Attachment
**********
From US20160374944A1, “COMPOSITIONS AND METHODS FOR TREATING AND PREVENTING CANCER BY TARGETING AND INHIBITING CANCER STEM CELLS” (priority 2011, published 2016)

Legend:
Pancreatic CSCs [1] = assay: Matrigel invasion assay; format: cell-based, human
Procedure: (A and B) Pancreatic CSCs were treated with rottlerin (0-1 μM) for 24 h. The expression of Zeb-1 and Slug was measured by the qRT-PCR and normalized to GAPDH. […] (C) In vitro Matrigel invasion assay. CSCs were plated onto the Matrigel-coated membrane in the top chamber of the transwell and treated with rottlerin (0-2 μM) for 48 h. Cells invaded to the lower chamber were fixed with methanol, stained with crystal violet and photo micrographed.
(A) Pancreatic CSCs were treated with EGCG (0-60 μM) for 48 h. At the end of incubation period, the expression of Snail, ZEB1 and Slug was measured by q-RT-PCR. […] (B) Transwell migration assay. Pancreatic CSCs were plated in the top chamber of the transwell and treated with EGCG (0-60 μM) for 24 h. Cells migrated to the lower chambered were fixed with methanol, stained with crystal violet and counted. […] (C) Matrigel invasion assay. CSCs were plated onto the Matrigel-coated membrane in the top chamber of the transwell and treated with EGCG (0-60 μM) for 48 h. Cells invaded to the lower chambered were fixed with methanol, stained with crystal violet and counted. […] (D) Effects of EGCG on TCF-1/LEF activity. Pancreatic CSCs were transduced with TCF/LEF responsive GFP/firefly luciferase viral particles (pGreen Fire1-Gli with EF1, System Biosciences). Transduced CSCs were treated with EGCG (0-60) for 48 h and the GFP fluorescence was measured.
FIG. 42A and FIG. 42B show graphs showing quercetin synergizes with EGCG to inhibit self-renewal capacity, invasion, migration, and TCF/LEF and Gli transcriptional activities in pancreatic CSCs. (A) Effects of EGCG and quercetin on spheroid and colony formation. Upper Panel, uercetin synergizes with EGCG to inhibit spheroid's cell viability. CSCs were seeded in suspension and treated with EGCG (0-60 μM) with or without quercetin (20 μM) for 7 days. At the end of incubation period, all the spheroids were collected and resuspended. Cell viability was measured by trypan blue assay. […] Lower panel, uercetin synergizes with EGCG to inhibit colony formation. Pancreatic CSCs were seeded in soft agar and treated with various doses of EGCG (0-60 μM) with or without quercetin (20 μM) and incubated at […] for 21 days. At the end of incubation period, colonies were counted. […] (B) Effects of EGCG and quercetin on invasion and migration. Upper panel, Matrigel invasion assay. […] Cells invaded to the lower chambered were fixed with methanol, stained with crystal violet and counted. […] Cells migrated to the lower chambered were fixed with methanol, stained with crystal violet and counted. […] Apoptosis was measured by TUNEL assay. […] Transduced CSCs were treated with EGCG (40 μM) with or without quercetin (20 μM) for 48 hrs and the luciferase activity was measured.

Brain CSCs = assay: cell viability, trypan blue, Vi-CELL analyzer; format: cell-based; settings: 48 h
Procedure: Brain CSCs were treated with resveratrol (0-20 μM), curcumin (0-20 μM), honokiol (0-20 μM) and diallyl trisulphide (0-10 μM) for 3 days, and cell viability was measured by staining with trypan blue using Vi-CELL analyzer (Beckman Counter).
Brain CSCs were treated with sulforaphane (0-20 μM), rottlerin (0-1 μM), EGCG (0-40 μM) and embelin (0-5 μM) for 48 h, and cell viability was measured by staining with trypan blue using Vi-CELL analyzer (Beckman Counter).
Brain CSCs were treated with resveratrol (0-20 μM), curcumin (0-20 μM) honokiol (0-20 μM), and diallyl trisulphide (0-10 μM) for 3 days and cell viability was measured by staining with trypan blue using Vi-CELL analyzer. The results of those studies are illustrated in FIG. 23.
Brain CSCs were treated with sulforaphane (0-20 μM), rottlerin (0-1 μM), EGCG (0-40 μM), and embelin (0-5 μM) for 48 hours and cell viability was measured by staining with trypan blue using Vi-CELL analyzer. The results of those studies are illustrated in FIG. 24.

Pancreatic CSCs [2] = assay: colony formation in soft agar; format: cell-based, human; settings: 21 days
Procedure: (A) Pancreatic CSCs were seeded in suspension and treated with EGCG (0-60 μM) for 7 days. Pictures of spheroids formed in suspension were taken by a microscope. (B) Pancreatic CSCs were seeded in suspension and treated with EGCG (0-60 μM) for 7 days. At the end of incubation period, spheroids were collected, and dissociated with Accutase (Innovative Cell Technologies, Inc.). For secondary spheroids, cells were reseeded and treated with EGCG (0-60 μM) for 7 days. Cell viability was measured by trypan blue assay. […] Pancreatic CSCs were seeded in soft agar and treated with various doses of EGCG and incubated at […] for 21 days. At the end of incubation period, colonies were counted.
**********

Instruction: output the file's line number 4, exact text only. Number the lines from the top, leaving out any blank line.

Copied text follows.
Procedure: (A and B) Pancreatic CSCs were treated with rottlerin (0-1 μM) for 24 h. The expression of Zeb-1 and Slug was measured by the qRT-PCR and normalized to GAPDH. […] (C) In vitro Matrigel invasion assay. CSCs were plated onto the Matrigel-coated membrane in the top chamber of the transwell and treated with rottlerin (0-2 μM) for 48 h. Cells invaded to the lower chamber were fixed with methanol, stained with crystal violet and photo micrographed.